There is no academic degree offered in Pre-Law at UW-River Falls. Most Universities no longer offer a degree program culminating in a major called "pre-law." The reason for this is that Law Schools do require a B.S. or B.A. degree, but they do not require any particular course of study for admittance into their programs. Pursuing pre-law is a signal of a career aspiration, rather than a specific academic major.

According to the Association of American Law Schools, preparation for entry into law school calls for the development of certain intellectual skills. These skills include:

  • The development of basic skills, particularly in the use of language
  • A strenuous effort to improve one's capacity for critical thinking
  • The acquiring of a broad liberal arts background.

Because the law operates through the written and spoken word, the skill most central to success as both an undergraduate and a law school student is the ability to use the English language competently. A student thinking about pursuing a legal career also needs to develop the capacity to think logically and critically. Virtually any approved academic course of study, if pursued rigorously and diligently, should equip a student with these skills.

Students who enter UW-River Falls with the intent of pursuing a legal education upon graduation must choose an academic major from among the programs offered. The University pre-law advisor assists an incoming student in determining what program of study that best suits his or her needs. She also is available to answer questions regarding law school for any student on campus regardless of major. Finally, she will work closely with students who do choose to apply to law school to make sure that all the necessary materials they need are readily available and to guide them through the application process.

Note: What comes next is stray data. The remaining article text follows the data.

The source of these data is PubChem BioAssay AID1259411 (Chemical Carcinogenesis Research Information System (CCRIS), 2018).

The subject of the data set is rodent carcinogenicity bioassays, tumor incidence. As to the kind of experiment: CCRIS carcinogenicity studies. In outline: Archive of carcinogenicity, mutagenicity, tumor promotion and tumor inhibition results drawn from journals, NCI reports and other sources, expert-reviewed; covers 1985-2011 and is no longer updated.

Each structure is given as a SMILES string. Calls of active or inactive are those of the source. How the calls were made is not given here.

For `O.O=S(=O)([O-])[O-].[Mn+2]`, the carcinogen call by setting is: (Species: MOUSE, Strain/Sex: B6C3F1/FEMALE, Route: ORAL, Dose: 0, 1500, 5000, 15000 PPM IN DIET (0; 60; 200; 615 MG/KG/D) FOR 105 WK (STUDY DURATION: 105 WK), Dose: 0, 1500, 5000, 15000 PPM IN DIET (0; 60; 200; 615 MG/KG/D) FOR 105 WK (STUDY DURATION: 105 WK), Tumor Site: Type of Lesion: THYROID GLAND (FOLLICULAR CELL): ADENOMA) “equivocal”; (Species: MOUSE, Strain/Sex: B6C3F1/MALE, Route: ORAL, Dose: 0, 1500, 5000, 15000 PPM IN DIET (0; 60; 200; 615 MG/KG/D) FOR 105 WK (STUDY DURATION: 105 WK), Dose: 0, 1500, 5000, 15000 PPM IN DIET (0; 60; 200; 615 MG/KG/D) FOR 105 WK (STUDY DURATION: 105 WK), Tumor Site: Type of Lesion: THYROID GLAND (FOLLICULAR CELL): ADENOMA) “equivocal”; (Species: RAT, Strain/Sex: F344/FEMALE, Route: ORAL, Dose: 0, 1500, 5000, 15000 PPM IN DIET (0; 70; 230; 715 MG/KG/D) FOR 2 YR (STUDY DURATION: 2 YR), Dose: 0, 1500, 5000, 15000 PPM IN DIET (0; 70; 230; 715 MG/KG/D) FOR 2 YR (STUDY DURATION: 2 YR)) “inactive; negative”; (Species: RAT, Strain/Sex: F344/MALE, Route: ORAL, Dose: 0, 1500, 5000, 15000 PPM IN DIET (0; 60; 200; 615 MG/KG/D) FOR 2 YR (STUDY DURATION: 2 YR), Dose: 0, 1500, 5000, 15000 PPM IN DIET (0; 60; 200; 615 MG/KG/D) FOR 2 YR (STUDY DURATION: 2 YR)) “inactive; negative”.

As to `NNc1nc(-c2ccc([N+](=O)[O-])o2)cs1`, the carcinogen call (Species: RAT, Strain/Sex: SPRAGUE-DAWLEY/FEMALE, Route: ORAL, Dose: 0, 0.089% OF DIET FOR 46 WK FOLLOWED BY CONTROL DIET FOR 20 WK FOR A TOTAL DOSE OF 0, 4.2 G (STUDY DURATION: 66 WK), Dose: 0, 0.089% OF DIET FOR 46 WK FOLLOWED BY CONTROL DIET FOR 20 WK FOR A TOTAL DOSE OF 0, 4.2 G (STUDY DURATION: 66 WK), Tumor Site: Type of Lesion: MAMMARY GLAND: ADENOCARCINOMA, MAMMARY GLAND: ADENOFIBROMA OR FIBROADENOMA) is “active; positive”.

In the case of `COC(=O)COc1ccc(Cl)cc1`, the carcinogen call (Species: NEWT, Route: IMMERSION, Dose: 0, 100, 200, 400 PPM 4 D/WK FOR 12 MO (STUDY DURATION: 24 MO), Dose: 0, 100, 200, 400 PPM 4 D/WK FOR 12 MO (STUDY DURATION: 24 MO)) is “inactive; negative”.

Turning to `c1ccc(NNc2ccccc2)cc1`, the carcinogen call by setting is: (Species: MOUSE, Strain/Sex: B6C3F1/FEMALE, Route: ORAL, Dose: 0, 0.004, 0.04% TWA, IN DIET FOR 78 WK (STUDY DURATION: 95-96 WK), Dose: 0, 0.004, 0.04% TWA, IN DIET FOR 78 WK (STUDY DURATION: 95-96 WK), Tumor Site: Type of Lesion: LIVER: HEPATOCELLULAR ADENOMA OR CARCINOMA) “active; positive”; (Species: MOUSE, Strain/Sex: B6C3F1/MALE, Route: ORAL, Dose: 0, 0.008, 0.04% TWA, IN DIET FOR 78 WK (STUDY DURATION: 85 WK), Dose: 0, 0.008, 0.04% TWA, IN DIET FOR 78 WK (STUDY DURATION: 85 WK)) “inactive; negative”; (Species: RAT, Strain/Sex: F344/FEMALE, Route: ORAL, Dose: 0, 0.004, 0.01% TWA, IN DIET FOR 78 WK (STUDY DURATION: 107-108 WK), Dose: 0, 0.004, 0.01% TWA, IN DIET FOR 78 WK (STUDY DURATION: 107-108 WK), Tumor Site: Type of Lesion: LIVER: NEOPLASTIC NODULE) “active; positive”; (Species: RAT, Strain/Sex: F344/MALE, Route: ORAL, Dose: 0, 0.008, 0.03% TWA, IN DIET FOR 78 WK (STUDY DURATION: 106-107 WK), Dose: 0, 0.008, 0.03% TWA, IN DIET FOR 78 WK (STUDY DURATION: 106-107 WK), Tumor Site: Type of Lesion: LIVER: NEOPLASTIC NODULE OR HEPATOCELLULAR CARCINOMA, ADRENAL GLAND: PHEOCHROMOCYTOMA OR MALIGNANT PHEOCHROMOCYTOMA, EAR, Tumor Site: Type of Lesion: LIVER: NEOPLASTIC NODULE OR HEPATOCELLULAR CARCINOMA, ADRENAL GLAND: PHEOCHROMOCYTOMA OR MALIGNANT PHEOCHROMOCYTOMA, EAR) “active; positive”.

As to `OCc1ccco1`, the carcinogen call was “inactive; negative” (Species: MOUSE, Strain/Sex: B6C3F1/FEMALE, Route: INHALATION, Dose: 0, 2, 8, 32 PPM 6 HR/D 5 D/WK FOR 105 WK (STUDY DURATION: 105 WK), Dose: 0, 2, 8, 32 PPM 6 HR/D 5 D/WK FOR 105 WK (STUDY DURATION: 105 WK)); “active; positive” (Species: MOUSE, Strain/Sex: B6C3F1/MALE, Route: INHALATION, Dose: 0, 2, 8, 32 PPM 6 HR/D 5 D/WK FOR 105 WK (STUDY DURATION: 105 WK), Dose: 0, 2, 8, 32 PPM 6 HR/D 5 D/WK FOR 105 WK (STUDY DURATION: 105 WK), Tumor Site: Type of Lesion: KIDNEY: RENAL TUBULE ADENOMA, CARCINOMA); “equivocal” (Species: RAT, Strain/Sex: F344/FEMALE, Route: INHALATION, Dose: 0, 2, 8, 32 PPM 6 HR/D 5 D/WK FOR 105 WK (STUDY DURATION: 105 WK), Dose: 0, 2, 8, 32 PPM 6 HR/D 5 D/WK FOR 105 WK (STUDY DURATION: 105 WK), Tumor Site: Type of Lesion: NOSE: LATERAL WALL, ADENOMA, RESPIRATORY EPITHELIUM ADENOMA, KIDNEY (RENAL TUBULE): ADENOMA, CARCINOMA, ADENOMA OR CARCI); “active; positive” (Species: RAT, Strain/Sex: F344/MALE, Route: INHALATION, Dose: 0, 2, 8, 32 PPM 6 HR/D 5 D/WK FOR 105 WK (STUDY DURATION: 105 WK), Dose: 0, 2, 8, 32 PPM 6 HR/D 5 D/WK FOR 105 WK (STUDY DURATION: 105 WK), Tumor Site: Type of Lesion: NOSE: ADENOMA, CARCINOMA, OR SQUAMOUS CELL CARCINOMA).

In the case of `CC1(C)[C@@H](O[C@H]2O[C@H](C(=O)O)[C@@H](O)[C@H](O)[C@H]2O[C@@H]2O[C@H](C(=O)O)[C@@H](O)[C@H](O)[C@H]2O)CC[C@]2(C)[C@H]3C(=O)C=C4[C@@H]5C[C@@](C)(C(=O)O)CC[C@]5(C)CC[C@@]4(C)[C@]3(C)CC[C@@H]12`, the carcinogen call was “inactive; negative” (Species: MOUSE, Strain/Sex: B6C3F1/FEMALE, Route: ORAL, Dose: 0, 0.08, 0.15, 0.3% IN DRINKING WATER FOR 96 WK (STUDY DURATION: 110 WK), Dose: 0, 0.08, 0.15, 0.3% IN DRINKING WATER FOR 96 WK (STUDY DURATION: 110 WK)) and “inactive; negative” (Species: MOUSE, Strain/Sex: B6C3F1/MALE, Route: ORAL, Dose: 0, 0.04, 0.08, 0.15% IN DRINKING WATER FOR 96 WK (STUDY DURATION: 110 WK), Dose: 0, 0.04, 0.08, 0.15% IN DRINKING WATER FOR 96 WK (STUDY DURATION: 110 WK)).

Information and application material for the LSAT (Law School Admissions Test) is available in the Political Science Department, 356 KFA.

Additional information can be accessed via Law Services

Additional web sites of interest to those considering law school include the following:

List of ABA accredited Law Schools

Association of American Law Schools

National Association for Law Placement

Information regarding short course preparation for the LSAT Exam is available via LighthouseReview, Inc and Law School First Stop: Guide to the LSAT

An In-Depth Look at Online Law Degrees: 

A Guide to Online Criminal Justice Degrees:

How To Become a Lawyer:

Public Service Careers:

This is not an endorsement of these programs.  It is simply meant to provide information regarding a service you may or may not want to utilize.

For additional information, or to set up an appointment, contact the Political Science Department at (715) 425-3318 or E-mail Neil Kraus, Department Chair.